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While in the process of moving out of my now ex-boyfriend's house I was sifting through some old boxes in the garage and I found a box of books that I have had forever.
In this box was a book I thought I had lost a long time ago, and MAN was I happy to have found it.
The Hero and the Crown by Robin McKinley was sitting underneath a copy of Emma where it has been hiding from me all this time.
It's not too worn, because it is the copy that I bought to replace my other worn (...)
That's what people say when they have just read and finished a novel they find to be in the category above good- Great. I just couldn't put it down! I don't say this, because I judge a book by a whole different cover. To me if a novel is truly great and pulls me in for a ride I say "I just couldn't sit down!
Huh? Well when I come to a particular portion of a story, when I'm so engrossed in the story itself, eat and breathe the characters, I put the book down. Then I stand up, and (...)
A few weeks ago I've finished reading "The Years of Rice and Salt" by Kim Stanley Robinson. It's subtitled with "Image A World Without Europe". The story so far: "A vanguard of mongole horde rides west across the steppes into an eerily silent world. People lie dead in vlllages and in the streets of towns. The Black Death has struck Europe. There are virtually no survivors."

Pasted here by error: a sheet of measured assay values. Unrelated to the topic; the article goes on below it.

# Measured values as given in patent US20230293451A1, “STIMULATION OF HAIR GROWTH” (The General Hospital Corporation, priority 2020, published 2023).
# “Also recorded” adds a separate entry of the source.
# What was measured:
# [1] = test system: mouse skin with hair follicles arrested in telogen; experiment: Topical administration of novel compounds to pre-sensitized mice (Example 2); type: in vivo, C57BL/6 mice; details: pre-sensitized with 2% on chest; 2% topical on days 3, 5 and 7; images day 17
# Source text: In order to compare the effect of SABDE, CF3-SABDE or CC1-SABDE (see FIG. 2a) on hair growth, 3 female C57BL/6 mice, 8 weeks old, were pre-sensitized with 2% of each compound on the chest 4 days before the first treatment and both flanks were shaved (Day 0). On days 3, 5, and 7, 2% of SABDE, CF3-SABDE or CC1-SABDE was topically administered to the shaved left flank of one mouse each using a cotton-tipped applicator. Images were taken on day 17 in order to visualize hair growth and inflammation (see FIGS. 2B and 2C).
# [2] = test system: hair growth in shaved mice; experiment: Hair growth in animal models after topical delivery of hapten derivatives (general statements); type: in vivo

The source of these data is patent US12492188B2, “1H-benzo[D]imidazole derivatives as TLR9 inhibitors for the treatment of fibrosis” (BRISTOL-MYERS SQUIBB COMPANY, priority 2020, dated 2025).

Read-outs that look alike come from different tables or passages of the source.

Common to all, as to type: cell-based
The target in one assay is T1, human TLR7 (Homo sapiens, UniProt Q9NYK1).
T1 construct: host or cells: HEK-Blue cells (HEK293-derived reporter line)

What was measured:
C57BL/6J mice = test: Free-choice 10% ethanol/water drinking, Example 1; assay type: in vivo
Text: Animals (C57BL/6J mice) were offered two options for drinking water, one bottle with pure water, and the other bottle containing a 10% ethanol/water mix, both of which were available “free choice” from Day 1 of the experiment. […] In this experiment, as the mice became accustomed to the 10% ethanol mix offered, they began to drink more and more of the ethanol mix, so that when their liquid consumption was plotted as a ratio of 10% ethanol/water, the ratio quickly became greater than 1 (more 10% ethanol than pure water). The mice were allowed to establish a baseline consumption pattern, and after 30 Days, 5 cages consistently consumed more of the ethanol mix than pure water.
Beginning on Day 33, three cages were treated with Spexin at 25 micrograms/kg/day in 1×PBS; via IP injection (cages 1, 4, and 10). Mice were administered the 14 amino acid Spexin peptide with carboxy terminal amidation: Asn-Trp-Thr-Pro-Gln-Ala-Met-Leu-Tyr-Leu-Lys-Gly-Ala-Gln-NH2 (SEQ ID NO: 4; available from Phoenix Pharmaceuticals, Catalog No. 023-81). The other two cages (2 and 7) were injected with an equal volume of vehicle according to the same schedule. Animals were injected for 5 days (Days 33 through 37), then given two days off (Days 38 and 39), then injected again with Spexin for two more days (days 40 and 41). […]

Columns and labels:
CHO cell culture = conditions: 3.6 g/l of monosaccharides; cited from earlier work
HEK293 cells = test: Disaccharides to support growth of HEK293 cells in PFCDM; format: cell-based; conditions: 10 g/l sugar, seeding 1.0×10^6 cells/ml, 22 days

So the story unfolds like this: christianity nearly (...)
Over the past few weeks, I've bought several books, all of which I have enjoyed. Here are a few I would recommend:
Being Alexander by Nancy Sparling
The Lovely Bones by Alice Sebold
I Never Promised You a Rose Garden by Joanne Greenberg
I'm in the middle of Greenberg's book. It took me a bit to get into, but it is still incredible. I also bought another book by Sebold entitled Lucky that I haven't gotten to, but it looks good, too.
Anyway, just my opinion. Hope (...)
I recently completed a really great book called "Me Talk Pretty One Day" by David Sedaris.
At first, it didn't draw me in, but I continued reading nonetheless. I am very glad I did! It is wonderfully entertaining and very well written. My only complaint is a sort of abrupt ending. It's worth the $7.50 I paid for it, though. Made me laugh out loud quite a few times.
I'm on the lookout for a new book to read. Anyone have any suggestions?
I recently (about two months ago) recieved a set of eight books from my grandmother, all of which are considered classics. I've only read two of them; Jane Eyre by Charlotte Bonte, and Pride and Prejudice by Jane Austen. After reading these books, which are very good by the way, i'm interested to learn what others think of them. If you've ever read the book (please don't just watch the movie and then try to carry on a conversation about the book no matter how decent you think (...)
Blink: The Power of Thinking Without Thinking by Malcolm Gladwell is an interesting work delving into the unconscious mind. From the same author of The Tipping Point, Blink delivers a new outlook on the complexities of the human brain and how to control it. Gladwell explains in this book how to manipulate the most impulsive of reactions to enhance your decision making.
***This is a book-review I recently wrote for an AP US History Class, that I thought you might all find useful and like to reply to. The book is David McCullough's Pultizer Prize-winner, John Adams.***
Based on the reading experience offered by David McCullough’s John Adams, it is clear that the author set out to write the book with the intention of being as detailed, and objective, as possible. It is not immediately clear from the start of the book that McCullough (...)